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UN: Weather disasters will destroy coastal cities by 2050

UNITED STATES, WASHINGTON (OBSERVATORY) — A new UN report warns that climate change will cause unprecedented damage to the world’s oceans and lead to destruction if emissions continue unchecked.

The most recent special report from the Intergovernmental Panel on Climate Change (IPCC) found that by 2050, many major coastal cities and small island countries will face weather disasters every year, affecting millions and causing destruction.

The report also said that sharp cuts in emissions were needed to curb the changes, as the world saw a 1 degree Celsius rise in temperature.

This has made the oceans warmer and more acidic, and fish stocks have been affected, while melting glaciers and ice sheets have caused sea levels to rise, according to a UN scientific report.

Millions around the world live in low-lying coastal areas, from villages to major cities facing the high seas, tropical cyclones, severe storms and floods, caused by melting glaciers and ice.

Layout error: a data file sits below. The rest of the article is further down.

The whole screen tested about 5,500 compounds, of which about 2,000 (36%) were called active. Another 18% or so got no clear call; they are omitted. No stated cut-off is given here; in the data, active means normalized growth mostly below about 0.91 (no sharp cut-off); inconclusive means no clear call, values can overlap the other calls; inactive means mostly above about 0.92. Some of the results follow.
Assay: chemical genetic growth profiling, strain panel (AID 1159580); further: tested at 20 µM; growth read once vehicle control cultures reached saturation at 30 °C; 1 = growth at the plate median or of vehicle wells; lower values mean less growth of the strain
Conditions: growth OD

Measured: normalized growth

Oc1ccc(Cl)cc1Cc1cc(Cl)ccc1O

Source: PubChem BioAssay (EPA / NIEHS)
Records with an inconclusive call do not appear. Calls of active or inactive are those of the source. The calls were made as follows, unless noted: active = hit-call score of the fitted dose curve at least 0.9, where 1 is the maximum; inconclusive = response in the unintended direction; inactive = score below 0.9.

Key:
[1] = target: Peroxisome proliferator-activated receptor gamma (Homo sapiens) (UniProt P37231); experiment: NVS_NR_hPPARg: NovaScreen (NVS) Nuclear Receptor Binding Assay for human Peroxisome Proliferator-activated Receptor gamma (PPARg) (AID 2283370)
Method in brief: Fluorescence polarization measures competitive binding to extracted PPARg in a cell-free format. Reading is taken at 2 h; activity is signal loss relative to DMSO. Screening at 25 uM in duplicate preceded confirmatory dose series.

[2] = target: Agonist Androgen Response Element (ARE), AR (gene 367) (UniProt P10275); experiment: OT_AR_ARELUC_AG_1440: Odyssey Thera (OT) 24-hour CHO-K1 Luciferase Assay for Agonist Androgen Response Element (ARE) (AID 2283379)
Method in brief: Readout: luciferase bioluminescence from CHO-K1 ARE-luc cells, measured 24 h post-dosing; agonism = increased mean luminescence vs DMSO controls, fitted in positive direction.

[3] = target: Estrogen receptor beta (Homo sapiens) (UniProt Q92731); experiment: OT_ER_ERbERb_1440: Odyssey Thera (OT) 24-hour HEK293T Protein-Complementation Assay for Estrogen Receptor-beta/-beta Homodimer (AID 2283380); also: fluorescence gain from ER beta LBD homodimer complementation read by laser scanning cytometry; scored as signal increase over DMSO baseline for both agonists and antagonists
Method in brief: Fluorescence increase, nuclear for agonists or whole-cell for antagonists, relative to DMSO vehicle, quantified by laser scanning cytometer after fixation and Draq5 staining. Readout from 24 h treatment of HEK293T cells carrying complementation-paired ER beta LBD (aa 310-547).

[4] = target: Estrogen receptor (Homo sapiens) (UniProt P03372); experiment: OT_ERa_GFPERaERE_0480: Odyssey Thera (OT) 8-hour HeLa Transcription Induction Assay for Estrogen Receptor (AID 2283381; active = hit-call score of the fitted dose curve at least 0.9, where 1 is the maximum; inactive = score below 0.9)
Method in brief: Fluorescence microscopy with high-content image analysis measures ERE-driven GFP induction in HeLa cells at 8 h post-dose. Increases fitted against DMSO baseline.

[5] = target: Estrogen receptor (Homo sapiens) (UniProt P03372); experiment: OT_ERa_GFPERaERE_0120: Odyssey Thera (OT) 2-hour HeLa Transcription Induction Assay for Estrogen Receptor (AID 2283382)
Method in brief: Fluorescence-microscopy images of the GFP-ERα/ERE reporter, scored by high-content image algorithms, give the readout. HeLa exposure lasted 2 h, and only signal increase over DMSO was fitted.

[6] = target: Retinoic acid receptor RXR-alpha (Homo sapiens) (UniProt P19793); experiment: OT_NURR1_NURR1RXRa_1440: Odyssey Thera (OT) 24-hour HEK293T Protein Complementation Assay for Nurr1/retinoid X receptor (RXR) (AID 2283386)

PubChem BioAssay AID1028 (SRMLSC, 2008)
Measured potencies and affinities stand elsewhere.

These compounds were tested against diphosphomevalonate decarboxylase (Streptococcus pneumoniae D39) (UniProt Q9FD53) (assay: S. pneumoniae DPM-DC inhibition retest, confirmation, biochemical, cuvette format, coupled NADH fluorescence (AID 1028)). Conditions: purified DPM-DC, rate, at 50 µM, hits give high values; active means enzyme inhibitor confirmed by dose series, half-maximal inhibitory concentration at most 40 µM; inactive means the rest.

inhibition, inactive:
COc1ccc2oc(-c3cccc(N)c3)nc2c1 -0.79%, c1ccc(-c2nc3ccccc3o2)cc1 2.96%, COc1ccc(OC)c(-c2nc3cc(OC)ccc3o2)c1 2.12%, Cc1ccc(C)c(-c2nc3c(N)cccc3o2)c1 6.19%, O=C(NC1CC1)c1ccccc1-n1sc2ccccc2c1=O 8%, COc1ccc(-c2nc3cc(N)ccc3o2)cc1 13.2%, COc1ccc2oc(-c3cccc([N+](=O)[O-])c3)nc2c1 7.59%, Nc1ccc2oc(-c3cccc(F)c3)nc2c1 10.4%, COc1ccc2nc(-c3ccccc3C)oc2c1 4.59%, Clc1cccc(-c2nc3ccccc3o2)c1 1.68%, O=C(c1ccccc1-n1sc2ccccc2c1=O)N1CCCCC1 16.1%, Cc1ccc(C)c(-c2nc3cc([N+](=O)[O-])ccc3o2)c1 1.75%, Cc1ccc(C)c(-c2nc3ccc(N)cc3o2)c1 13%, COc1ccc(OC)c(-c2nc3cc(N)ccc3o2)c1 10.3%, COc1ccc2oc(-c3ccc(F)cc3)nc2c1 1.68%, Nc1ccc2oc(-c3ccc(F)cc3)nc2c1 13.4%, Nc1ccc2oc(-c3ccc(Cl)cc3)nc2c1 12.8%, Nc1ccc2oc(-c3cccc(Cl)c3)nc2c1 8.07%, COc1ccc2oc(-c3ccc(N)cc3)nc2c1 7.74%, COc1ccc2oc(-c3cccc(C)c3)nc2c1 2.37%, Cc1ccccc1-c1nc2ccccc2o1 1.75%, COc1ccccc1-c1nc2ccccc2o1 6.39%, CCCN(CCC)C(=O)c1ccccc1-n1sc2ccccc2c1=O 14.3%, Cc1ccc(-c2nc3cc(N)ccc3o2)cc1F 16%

The experts who conducted the report said that urgent measures to reduce greenhouse gas emissions leading to warming would reduce the damage to the oceans, frozen areas, population and wildlife.

There is also a need to focus on helping people and natural systems adapt to inevitable changes, such as rising sea levels, according to the latest report of the Intergovernmental Panel on Climate Change.

The new report, which examines the world’s oceans, coasts, ice caps or frozen regions, warns of dramatic increases in flood damage, melting ice sheets, glaciers and more heat waves in oceans that kill corals.

More than 100 scientists from around the world have assessed the latest information on the role of climate change in the oceans, coastal, polar and mountain systems and the human societies on which they depend.

The final draft of the report, approved by the countries meeting in Monaco, warns of damage to the fish and seafood stocks on which millions depend.

Sea level around the world has risen by about 15 centimeters during the 20th century, but is now rising more than twice as fast as 3.6 millimeters per year, accelerating with the melting of the Greenland and Antarctic ice sheets.

Sea levels could rise by about 30 centimeters to 60 centimeters by 2100, even if greenhouse gases were reduced rapidly and global warming remained well below 2 degrees Celsius, the report said. Sea levels may reach 60 cm to 100 cm if emissions continue to increase.


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